BILL GRANT BLUEGRASS FESTIVAL.
The Bill Grant Bluegrass Festival began at Hugo in August 1969 and attracted an audience of more than twelve hundred to this southeastern Oklahoma town. At the beginning of the twenty-first century between twelve thousand and twenty thousand music lovers from all over the United States annually attended the five-day event. The festival's popularity often leads visitors to arrive months and weeks ahead in anticipation of large crowds.
Started by Hugo native Bill Grant (1930– ), with the first festival featuring Bill Monroe and Ralph Stanley, the event is held every summer in Hugo's Salt Creek Park and is known as the oldest festival of its kind west of the Mississippi River. At this lively affair bluegrass tunes can be heard from professional and amateur musicians alike, playing guitars, mandolins, banjos, harmonicas, and fiddles around the clock.
Known for playing the mandolin as well as for hundreds of musical compositions, Bill Grant has performed with singing partner Delia Bell (1938– ), a Bonham, Texas, native who relocated to Hugo as a child, since the beginning of their professional relationship in 1959. Among the first promoters of an American Bluegrass music festival, the duo have been inducted into the National Bluegrass Music Hall of Fame and annually perform at Hugo. The festival's events have been documented by National Geographic photographers and Japanese publications.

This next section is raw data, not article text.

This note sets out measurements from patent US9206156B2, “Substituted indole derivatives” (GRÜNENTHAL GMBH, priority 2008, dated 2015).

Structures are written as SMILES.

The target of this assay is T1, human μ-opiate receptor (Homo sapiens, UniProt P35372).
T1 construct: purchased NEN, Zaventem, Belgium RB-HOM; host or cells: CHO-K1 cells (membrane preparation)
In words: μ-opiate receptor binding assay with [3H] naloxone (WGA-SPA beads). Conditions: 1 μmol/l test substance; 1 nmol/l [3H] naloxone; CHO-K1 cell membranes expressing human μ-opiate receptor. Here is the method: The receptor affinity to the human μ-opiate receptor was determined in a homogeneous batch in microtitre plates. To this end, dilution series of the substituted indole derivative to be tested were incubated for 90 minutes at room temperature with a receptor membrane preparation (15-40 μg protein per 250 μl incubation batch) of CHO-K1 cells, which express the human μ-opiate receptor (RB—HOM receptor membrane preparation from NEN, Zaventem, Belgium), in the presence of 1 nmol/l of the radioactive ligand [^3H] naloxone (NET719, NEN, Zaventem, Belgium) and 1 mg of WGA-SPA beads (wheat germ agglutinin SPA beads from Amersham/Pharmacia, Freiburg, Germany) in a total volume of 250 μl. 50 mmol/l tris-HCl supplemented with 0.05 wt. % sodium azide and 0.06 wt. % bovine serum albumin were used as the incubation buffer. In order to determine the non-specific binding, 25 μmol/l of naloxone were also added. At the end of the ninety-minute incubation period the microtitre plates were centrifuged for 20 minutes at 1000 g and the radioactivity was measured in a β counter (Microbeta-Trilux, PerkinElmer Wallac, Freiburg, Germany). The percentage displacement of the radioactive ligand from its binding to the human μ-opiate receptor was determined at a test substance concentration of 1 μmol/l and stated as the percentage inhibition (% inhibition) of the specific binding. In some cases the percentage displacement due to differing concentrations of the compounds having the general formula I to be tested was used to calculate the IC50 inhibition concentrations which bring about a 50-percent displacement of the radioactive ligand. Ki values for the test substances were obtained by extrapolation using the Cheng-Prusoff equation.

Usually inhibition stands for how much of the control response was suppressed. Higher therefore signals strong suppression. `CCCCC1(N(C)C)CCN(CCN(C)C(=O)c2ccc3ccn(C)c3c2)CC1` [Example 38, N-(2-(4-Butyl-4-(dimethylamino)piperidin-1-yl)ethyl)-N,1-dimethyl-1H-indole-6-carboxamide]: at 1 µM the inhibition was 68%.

Richard Carlin, Country Music: A Biographical Dictionary (New York: Routledge, 2003).
Daily Oklahoman (Oklahoma City), 15 August 1983, 7 August 1994, 1 August 1995, 9 August 1997, and 5 August 2003.
"Hugo Bluegrass Festival a 30-Year Tradition," Daily Oklahoman (Oklahoma City), 30 July 1999.
Hugo (Oklahoma) Daily News, 11 August 1969 and 28 March 2003.
The following (as per The Chicago Manual of Style, 17th edition) is the preferred citation for articles:
Gregory D. Zornes, “Bill Grant Bluegrass Festival,” The Encyclopedia of Oklahoma History and Culture, https://www.okhistory.org/publications/enc/entry.php?entry=BI007.
© Oklahoma Historical Society.